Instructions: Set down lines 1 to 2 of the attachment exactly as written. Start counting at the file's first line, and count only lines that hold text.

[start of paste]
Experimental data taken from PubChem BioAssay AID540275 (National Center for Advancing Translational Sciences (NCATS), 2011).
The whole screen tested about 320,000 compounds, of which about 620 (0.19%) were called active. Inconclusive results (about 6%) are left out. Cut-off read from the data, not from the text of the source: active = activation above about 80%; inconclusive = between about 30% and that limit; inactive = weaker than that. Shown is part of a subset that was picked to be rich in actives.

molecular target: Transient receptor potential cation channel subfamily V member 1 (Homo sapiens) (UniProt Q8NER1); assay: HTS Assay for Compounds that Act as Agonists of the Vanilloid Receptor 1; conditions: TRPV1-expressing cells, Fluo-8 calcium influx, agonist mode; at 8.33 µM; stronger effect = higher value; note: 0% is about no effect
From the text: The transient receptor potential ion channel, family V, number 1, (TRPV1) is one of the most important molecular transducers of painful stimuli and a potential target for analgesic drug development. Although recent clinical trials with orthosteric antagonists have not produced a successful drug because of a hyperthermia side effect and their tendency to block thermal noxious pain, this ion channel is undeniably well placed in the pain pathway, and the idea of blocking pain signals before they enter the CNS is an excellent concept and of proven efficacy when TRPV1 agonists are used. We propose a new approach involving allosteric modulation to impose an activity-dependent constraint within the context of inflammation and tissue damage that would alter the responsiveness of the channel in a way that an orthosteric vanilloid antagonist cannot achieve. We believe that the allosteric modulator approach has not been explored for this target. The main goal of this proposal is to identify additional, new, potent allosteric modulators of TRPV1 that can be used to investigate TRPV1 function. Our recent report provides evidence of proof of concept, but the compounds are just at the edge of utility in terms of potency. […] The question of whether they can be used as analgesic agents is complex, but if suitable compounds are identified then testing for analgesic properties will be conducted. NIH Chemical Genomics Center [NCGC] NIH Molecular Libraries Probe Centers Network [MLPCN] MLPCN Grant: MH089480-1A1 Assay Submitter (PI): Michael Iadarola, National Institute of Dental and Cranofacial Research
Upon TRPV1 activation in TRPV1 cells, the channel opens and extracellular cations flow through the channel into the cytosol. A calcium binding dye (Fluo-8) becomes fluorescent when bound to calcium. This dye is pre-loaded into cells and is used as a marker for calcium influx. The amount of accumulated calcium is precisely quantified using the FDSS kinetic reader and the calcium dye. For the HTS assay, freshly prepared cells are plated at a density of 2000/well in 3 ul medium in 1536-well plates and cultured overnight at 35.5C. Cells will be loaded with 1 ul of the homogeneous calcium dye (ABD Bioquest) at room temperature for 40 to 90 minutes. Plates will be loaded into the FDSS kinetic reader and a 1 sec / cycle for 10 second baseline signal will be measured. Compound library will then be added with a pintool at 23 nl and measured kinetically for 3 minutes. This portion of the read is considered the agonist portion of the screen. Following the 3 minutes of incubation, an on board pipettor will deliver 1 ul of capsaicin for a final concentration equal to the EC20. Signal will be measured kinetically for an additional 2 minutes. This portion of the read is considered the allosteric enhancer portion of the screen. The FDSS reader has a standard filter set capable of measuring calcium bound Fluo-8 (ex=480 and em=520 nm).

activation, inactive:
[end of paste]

Experimental data taken from PubChem BioAssay AID540275 (National Center for Advancing Translational Sciences (NCATS), 2011).
The whole screen tested about 320,000 compounds, of which about 620 (0.19%) were called active. Inconclusive results (about 6%) are left out. Cut-off read from the data, not from the text of the source: active = activation above about 80%; inconclusive = between about 30% and that limit; inactive = weaker than that. Shown is part of a subset that was picked to be rich in actives.